Pappy sure was happy that he was free. Mammy she shout for joy and say her prayers were answered.
-Fannie Moore, born in slavery on Walnut Grove Plantation, South Carolina, 1849
Fannie Moore’s father, Stephen, was a blacksmith. Her mother, Rachael, worked in the fields by day and sewed by night. “Sometimes I never go to bed,” Moore explained. “Had to hold the light for her to see by. . . . I never see how my mammy stand such hard work.” Freedom came as a blessing.
Moore’s recollections, documented in 1937 as part of the Federal Writers’ Project “slave narrative” endeavor, offer a remarkable window into the experience of slavery and freedom in the Carolina Piedmont in the years surrounding the Civil War. She told of parents who stood up for their children, of cruel and kind enslavers, of hard work, dances, whippings, singing, prayer, and death. She recalled the arrival of Union troops, and of the Ku Klux Klan. This Juneteenth weekend, you might spend some time with her stories, including this account of her mother’s suffering and strength.
The old overseer he hate my mammy, cause she fight him for beating her children Why she get more whippings for that than anything else. She had twelve children . . . Every night she pray for the Lord to get her and her children out of the place. One day she plowing in the cotton field. All sudden like she let out a big yell. Then she started singing and ashouting and awhooping and ahollering. Then it seem she plow all the all the harder. When she come home, Marse Jim’s mammy say: “What all that going on in the field? You think we send you out there just to whoop and yell? No siree, we put you out there to work and you sure better work, else we get the overseer to cowhide your old black back.” My mammy just grin all over her black wrinkled face and say: “I’s saved. The Lord done tell me I’s saved. Now I know the Lord will show me the way, I ain’t going to grieve no more. No matter how much you all done beat me and my children the Lord will show me the way. And some day we never be slaves.” Old granny Moore grab the cowhide and slash mammy cross the back but mammy never yell. She just go back to the field a singing.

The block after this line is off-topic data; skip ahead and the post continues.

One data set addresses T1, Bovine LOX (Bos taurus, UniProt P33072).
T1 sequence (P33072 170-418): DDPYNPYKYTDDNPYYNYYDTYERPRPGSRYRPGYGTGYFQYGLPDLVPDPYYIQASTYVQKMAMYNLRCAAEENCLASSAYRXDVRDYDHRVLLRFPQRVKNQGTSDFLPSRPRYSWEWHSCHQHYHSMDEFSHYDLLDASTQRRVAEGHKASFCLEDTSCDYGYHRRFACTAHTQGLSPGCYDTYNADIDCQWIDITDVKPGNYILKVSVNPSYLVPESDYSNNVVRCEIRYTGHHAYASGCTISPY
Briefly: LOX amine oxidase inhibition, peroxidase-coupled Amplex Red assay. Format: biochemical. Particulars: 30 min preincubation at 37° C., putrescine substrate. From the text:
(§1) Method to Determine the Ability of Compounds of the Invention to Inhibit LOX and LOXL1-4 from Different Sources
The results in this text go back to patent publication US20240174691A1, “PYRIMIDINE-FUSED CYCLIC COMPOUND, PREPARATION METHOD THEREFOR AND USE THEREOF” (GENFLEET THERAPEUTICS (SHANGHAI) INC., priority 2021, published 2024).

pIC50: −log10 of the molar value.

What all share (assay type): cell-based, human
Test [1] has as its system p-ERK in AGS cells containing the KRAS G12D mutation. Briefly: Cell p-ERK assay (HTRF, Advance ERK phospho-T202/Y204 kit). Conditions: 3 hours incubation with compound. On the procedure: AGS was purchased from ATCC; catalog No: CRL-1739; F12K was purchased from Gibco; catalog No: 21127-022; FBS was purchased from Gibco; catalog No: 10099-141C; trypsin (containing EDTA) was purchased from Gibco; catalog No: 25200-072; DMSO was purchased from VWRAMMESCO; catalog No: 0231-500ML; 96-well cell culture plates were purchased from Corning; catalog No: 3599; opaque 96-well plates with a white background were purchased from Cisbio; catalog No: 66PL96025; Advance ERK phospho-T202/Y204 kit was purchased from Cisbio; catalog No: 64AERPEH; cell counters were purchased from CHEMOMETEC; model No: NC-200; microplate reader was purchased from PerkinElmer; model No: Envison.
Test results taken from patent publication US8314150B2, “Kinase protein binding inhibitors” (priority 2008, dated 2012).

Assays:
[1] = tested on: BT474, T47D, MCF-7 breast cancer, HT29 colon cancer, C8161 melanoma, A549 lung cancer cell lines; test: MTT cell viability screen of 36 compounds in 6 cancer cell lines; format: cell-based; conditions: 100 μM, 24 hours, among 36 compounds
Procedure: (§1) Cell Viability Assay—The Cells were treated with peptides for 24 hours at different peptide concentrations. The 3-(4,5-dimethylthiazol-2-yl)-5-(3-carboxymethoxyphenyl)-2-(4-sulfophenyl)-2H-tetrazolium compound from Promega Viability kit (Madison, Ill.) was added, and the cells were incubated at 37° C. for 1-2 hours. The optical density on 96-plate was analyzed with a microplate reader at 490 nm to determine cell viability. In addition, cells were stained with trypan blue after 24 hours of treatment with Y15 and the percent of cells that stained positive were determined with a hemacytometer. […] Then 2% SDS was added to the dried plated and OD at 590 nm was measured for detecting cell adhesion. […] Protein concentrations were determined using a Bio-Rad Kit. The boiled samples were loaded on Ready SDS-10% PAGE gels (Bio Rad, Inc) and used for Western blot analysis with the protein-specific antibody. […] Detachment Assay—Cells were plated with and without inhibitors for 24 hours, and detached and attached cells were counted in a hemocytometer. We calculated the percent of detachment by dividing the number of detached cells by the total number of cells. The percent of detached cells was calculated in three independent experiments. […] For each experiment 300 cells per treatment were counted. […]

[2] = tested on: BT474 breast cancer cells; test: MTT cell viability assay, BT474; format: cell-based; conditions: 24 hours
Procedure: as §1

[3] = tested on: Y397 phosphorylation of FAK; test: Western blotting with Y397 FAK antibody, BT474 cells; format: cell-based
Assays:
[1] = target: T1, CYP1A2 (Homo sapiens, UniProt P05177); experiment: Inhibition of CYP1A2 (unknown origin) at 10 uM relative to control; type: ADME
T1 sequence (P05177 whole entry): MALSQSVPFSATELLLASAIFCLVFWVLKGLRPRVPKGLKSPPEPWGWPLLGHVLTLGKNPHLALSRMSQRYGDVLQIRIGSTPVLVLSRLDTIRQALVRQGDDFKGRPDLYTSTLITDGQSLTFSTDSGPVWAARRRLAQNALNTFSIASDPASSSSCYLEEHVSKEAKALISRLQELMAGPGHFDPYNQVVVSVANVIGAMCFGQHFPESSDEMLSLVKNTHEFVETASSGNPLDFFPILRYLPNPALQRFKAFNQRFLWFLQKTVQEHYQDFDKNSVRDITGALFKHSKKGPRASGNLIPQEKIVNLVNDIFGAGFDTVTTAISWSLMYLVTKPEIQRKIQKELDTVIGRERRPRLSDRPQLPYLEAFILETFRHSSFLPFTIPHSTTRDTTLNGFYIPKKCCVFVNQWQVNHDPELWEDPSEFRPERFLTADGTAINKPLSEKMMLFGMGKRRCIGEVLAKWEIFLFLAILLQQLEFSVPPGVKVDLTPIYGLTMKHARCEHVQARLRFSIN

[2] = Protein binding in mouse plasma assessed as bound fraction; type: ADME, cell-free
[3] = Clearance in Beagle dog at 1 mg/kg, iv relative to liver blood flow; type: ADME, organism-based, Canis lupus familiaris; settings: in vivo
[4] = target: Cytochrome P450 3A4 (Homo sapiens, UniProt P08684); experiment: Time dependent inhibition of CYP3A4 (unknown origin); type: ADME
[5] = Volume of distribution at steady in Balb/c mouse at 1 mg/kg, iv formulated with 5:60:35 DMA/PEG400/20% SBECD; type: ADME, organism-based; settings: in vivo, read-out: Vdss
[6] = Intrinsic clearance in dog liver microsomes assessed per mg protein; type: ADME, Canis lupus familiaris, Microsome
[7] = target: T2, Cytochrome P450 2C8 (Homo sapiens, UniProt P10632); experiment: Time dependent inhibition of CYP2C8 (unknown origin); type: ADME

Moore’s full account is available here (Note: Writers’ Project interviewers generally recorded peoples’ words in conventional dialect spelling; I have chosen not to reproduce that in the quotes I use.)
Moore’s experiences paralleled those of many Blacks enslaved in Mecklenburg County. Charles and Mary Moore, the couple who established Walnut Grove, were part of the same wave of Scotch-Irish Presbyterians who settled Mecklenburg County. They spent time in neighboring Anson County before settling in South Carolina, and maintained close ties to the area. Moore grandson Thomas J. Moore married Mary Irwin, whose father, John, was one of Charlotte’s most prominent bankers and merchants, as well as the owner of plantations in Alabama and Mississippi.
Carey Freeman and Eliza Washington.
The Writers’ Project interview with the most direct bearing on Mecklenburg County took place in Little Rock, Arkansas. Eliza Washington, born in slavery in the late 1850s, told the story of her mother, Carey Freeman, who she noted “was born in North Carolina in Mecklenburg County.”
Freeman’s story highlights a different aspect of life under slavery in North Carolina – the family separations that became especially common as North Carolina slaveholders sought to expand their fortunes by extending their operations to lands recently seized from Native Americans in Tennessee, Alabama, Florida and Mississippi.
Fannie Moore recalled the terror these new economic endeavors brought to enslaved communities. “It was a terrible sight to see the speculators come to the plantation. They would go through the fields and buy the slaves they wanted . . . When the speculator come all the slaves start ashaking. No one know who is agoing.”
Freeman was taken out of Mecklenburg County in the mid 1830s, when enslaver William McNeely moved his family to Tennessee. Eliza was born in Tennessee, and then “the white folks separated my mother and father when I was a little baby in their arms.” Carey and Eliza were taken from Tennessee to Arkansas by one of McNeely’s sons. Eliza’s father, enslaved by another man, was left behind. After the Civil War ended, Carey lived with Eliza and her family in Little Rock until she passed away in 1903.
Eliza’s full story is available here.
Juneteenth was indeed a day for celebration.